Nebraska Public Power District to study sites for new nuclear plant in Nebraska

Cooper Nuclear Power Plant (copy)

Workers transport spent fuel from NPPD’s Cooper Nuclear Power Plant. The facility was built in 1974.


OMAHA – Nebraska is taking another step into the still uncertain future of nuclear power.

On Friday, the Nebraska Public Power District announced that it would conduct a study of potential sites for a small modular reactor, thanks to funding from the Legislature. The study is funded by $1 million in federal dollars awarded to the NPPD by the Nebraska Department of Economic Development.

Small modular reactors are the new type of nuclear reactor being considered worldwide. Utilities say the smaller reactors offer several advantages over the much larger conventional reactors, as they take up less space, have lower construction costs and offer greater flexibility in where they can be built and how much electricity they generate.

But critics say they remain unproven, carrying the baggage of every nuclear reactor: not a great solution to radioactive spent fuel, potentially high construction costs, and potentially nefarious use of nuclear material.

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Because they are so new, no such reactors have yet been built in the United States

Grant Otten, spokesman for NPPD, said the study will put NPPD in a better position should small modular reactors prove successful and the district decide to go nuclear.

Other major utilities in Nebraska and Iowa have also expressed interest in nuclear power. MidAmerican Energy included nuclear power among the options being explored. The Omaha Public Power District has said it will monitor developments in the industry.

The NPPD study will be conducted in two phases: identifying the top 15 sites of this type in Nebraska and then reducing them to four. The first phase is expected to be completed this spring and the second phase could take a year, according to the utility.

Factors used in evaluating sites include access to water and transmission lines, and criteria established by the Nuclear Regulatory Commission. Some models of the new reactors are less dependent on water, meaning NPPD could study sites away from rivers where the state’s power plants are built.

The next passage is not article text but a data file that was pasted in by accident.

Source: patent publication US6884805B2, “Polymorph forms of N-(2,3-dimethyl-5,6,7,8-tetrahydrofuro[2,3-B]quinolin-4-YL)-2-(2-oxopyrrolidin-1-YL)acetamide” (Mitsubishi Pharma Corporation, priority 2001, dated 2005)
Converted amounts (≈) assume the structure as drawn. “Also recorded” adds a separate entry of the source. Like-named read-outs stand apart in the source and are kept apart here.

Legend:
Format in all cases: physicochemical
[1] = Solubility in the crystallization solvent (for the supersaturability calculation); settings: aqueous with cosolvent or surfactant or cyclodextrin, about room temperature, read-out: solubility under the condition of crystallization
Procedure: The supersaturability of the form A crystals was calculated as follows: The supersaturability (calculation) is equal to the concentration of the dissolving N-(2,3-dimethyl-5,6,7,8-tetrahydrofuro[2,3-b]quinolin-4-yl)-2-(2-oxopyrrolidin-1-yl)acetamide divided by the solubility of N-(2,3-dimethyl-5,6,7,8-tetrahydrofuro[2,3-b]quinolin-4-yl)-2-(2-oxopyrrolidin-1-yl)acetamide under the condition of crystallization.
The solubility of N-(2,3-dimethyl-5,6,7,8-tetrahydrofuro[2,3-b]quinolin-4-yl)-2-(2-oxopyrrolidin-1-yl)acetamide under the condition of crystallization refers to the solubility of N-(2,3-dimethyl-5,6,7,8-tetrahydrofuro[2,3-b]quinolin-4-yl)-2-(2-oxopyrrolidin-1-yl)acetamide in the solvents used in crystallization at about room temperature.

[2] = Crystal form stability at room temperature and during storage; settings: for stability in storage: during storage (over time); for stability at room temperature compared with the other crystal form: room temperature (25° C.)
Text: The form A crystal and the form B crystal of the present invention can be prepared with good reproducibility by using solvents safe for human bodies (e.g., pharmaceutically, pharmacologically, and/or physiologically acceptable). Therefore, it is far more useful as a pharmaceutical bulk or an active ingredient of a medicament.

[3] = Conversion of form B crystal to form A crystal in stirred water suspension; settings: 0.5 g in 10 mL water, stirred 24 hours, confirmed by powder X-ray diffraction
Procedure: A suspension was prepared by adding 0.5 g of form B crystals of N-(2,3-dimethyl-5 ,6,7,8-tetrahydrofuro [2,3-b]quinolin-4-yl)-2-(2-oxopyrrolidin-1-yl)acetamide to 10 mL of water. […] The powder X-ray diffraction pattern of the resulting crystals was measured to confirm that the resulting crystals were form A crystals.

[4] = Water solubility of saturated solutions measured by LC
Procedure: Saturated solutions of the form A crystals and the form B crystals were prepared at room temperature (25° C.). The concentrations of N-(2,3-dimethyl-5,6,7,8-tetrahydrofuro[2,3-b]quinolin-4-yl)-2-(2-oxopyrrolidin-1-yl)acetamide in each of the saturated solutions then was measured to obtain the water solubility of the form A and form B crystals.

NPPD has retained engineering firm Burns & McDonnell to assist with the study.

No nuclear power plant has been built in Nebraska for over 50 years.

As a state, Nebraska has taken a number of steps to reopen the doors to nuclear power. Most recently, the legislator provided money from the federal government’s infrastructure law for the study. In 2021, lawmakers unanimously approved nuclear power to qualify for renewable energy incentives.

Safety is paramount in any project, Otten said.

“Small modular reactors come with very advanced safety features,” he wrote in an email to the Omaha World-Herald. “In addition, if an SMR were to be built in Nebraska, it would have to meet the requirements of the Nuclear Regulatory Commission; and it would be operated and maintained to ensure the safety of the public.”

NPPD operates Nebraska’s only nuclear power plant, Cooper Nuclear Station near Brownville. OPPD used to operate the much smaller Fort Calhoun Nuclear Station near Blair, but closed it a few years ago citing costs. Construction on Cooper and Fort Calhoun began in the 1960s, and they came online in the early 1970s.

The utility’s other major base facility, Gerald Gentleman Station, is coal-fired and located near Sutherland.

Otten said NPPD remains committed to its existing baseload assets.

“(Gerald Gentleman) and Cooper are both essential components of NPPD’s generation mix to provide our customers with cost-effective and reliable power,” he wrote. “NPPD currently has no plans to retire GGS or Cooper.”

NPPD has announced that it will continue to operate Cooper until its license expires in 2034. A decision on whether to seek a 20-year license extension for Cooper will be made at a later date.

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